Capacity for wind power in the U.S. in 2016 surpassed hydroelectricity, the typical dominant source of renewable energy in the country.
While wind power capacity has increased, hydro power generation is still expected to exceed wind generation this year, according to the U.S. Department of Energy.
Yet wind continues to account for more and more of the nation’s power. On Feb. 17, the Southwest Power Power regional electric system — one of seven that provides power to two-thirds of the country — broke a record for wind power generated. The system stretches from Texas to Montana and to North Dakota, and in the early hours of that day wind accounted for more than 50 percent of the system’s power.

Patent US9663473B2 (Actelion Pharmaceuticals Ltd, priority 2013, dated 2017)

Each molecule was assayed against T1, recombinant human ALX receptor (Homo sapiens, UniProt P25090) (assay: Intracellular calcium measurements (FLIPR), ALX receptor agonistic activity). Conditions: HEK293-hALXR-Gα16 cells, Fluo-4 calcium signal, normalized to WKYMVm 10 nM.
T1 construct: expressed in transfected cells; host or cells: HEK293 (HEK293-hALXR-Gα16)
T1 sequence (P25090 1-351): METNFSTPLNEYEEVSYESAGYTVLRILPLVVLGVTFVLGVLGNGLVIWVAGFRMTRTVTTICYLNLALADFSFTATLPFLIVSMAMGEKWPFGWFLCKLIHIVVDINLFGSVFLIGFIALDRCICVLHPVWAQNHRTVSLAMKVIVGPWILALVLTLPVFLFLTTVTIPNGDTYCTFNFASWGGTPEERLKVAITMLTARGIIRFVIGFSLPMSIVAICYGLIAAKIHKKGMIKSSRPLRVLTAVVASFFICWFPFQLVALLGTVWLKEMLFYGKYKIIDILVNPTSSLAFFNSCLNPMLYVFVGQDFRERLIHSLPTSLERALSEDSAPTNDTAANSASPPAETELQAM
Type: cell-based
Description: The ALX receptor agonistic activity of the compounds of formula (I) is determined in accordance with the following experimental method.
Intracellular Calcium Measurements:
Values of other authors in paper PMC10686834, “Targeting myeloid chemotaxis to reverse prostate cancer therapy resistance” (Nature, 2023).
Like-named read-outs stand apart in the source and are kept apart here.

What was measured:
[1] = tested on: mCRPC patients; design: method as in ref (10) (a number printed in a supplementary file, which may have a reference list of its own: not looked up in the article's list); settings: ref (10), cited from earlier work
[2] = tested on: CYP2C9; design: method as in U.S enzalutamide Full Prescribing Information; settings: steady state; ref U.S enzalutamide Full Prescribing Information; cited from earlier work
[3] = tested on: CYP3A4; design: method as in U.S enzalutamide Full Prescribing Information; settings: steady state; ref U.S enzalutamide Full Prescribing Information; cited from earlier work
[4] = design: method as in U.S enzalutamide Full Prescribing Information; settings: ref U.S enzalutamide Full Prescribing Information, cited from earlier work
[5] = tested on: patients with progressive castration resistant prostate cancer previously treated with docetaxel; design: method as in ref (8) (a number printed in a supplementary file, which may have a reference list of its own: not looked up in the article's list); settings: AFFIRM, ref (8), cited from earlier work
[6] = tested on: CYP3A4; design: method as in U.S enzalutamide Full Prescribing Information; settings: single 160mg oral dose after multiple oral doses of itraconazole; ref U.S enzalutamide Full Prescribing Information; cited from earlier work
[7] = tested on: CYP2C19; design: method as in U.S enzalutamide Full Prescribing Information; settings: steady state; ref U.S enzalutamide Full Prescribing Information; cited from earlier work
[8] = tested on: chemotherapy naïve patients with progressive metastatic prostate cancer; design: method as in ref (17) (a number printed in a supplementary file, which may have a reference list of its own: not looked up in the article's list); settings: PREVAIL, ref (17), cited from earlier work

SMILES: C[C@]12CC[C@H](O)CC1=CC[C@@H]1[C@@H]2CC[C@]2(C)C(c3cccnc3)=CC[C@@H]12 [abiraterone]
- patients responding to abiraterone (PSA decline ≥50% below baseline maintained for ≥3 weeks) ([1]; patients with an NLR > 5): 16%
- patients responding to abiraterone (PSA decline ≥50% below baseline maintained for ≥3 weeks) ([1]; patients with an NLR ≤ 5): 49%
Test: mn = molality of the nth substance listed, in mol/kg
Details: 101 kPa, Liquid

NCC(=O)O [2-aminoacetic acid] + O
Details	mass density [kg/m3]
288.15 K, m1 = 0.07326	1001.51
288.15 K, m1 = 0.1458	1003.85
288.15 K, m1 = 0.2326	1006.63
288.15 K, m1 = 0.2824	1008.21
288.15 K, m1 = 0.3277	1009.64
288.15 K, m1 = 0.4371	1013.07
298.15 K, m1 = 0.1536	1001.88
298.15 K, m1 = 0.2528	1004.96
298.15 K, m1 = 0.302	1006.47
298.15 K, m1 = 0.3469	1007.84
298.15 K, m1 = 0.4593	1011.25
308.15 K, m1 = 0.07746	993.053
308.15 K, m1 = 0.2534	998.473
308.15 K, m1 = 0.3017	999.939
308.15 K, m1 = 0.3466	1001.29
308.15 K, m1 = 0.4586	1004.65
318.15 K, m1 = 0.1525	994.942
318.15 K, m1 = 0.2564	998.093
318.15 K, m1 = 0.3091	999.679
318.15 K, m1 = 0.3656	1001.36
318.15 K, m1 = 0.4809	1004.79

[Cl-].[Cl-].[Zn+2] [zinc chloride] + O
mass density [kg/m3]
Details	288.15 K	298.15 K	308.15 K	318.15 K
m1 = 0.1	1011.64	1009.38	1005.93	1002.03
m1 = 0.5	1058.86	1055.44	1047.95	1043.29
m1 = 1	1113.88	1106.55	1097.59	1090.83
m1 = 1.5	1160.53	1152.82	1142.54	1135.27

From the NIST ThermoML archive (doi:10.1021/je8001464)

In Texas, wind power has long dominated hydro as a major source of electricity and is the state’s third major source of power, following natural gas and coal.
The Electric Reliability Council of Texas, which oversees 90 percent of the state’s power grid, frequently breaks records for wind power generated. The last record was set on Dec. 25, 2016, when wind accounted for more than 47 percent of the grid’s power.